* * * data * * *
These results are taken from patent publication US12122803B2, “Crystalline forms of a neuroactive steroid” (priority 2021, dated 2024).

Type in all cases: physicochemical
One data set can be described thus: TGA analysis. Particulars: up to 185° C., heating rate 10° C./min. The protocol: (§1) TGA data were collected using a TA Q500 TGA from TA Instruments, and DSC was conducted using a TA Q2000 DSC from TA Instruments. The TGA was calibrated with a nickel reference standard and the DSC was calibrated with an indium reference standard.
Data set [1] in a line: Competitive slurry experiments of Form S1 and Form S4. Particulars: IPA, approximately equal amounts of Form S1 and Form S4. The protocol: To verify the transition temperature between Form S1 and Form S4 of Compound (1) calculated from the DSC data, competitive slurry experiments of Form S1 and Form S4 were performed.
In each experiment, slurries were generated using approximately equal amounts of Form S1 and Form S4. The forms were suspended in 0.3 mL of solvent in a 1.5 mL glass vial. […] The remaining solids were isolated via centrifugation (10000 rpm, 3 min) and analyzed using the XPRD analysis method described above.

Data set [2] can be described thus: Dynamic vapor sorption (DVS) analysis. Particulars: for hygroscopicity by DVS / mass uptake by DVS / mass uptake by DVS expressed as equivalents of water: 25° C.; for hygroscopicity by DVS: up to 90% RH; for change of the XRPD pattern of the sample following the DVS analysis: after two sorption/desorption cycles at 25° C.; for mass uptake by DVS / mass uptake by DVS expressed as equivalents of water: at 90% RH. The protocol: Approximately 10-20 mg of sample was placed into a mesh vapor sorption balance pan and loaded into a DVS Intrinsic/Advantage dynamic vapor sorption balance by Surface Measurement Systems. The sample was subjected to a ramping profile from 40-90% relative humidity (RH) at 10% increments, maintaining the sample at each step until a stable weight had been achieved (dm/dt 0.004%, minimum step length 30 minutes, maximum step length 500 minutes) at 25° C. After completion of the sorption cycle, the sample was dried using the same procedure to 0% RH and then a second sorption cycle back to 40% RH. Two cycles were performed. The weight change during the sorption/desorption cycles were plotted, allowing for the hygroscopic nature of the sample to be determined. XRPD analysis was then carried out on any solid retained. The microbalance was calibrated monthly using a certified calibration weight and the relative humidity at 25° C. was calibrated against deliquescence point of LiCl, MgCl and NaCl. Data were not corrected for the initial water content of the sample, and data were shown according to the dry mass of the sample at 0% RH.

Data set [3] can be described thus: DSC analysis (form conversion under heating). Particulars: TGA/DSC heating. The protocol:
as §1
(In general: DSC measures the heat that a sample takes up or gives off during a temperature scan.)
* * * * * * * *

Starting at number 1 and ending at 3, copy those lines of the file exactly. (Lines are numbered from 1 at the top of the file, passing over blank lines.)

These results are taken from patent publication US12122803B2, “Crystalline forms of a neuroactive steroid” (priority 2021, dated 2024).

Type in all cases: physicochemical
One data set can be described thus: TGA analysis. Particulars: up to 185° C., heating rate 10° C./min. The protocol: (§1) TGA data were collected using a TA Q500 TGA from TA Instruments, and DSC was conducted using a TA Q2000 DSC from TA Instruments. The TGA was calibrated with a nickel reference standard and the DSC was calibrated with an indium reference standard.